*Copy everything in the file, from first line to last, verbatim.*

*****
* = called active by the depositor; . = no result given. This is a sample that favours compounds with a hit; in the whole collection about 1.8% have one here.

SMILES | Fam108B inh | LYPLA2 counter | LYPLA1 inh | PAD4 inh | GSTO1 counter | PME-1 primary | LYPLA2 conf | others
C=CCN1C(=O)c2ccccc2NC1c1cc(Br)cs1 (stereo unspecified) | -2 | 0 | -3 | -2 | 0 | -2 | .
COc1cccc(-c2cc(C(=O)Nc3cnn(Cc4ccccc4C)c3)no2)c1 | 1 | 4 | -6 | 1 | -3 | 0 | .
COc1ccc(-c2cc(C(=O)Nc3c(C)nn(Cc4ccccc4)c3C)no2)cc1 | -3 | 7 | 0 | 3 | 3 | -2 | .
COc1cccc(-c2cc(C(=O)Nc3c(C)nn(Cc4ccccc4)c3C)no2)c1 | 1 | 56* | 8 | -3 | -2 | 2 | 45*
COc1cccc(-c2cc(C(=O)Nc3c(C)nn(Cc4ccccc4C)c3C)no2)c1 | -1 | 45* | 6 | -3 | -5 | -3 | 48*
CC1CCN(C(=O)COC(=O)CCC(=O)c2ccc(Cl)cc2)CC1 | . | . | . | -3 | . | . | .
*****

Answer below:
* = called active by the depositor; . = no result given. This is a sample that favours compounds with a hit; in the whole collection about 1.8% have one here.

SMILES | Fam108B inh | LYPLA2 counter | LYPLA1 inh | PAD4 inh | GSTO1 counter | PME-1 primary | LYPLA2 conf | others
C=CCN1C(=O)c2ccccc2NC1c1cc(Br)cs1 (stereo unspecified) | -2 | 0 | -3 | -2 | 0 | -2 | .
COc1cccc(-c2cc(C(=O)Nc3cnn(Cc4ccccc4C)c3)no2)c1 | 1 | 4 | -6 | 1 | -3 | 0 | .
COc1ccc(-c2cc(C(=O)Nc3c(C)nn(Cc4ccccc4)c3C)no2)cc1 | -3 | 7 | 0 | 3 | 3 | -2 | .
COc1cccc(-c2cc(C(=O)Nc3c(C)nn(Cc4ccccc4)c3C)no2)c1 | 1 | 56* | 8 | -3 | -2 | 2 | 45*
COc1cccc(-c2cc(C(=O)Nc3c(C)nn(Cc4ccccc4C)c3C)no2)c1 | -1 | 45* | 6 | -3 | -5 | -3 | 48*
CC1CCN(C(=O)COC(=O)CCC(=O)c2ccc(Cl)cc2)CC1 | . | . | . | -3 | . | . | .